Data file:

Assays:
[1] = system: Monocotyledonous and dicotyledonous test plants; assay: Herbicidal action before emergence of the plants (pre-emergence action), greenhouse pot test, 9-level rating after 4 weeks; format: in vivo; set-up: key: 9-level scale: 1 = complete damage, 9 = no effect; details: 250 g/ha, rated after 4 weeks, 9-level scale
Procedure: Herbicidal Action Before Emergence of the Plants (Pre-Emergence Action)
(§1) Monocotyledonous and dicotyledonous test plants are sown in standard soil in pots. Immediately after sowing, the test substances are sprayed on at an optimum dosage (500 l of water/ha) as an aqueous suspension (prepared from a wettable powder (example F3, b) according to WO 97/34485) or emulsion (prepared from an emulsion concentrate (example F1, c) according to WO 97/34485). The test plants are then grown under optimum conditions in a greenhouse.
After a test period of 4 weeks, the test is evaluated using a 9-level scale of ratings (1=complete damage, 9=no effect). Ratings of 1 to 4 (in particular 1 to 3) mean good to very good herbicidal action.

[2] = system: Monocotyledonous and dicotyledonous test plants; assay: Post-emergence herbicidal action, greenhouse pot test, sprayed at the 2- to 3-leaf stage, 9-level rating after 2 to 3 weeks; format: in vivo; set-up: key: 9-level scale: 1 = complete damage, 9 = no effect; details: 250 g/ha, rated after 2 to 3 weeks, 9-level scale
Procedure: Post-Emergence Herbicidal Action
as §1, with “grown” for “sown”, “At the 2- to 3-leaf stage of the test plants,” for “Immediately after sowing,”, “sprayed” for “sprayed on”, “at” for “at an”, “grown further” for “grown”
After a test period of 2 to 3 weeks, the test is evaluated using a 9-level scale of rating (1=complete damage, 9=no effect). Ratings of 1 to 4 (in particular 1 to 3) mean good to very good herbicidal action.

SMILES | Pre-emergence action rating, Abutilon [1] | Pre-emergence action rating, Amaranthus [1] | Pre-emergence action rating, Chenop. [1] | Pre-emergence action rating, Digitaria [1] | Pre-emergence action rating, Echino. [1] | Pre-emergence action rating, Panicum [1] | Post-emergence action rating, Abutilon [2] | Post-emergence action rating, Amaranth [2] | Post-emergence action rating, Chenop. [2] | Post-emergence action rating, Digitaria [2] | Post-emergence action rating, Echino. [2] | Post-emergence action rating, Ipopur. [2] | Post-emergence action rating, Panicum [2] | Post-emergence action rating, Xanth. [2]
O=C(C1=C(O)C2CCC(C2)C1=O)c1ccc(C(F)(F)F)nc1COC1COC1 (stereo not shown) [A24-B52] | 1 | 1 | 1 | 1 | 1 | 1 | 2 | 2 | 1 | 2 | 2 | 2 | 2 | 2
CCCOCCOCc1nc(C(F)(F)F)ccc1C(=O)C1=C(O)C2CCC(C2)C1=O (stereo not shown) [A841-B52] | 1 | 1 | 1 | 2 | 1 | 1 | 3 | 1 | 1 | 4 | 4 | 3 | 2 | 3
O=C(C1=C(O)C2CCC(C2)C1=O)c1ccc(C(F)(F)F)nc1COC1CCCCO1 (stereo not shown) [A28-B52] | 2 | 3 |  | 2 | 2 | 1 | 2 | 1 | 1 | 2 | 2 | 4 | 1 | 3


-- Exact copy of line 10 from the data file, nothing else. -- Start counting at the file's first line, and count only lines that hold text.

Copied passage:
SMILES | Pre-emergence action rating, Abutilon [1] | Pre-emergence action rating, Amaranthus [1] | Pre-emergence action rating, Chenop. [1] | Pre-emergence action rating, Digitaria [1] | Pre-emergence action rating, Echino. [1] | Pre-emergence action rating, Panicum [1] | Post-emergence action rating, Abutilon [2] | Post-emergence action rating, Amaranth [2] | Post-emergence action rating, Chenop. [2] | Post-emergence action rating, Digitaria [2] | Post-emergence action rating, Echino. [2] | Post-emergence action rating, Ipopur. [2] | Post-emergence action rating, Panicum [2] | Post-emergence action rating, Xanth. [2]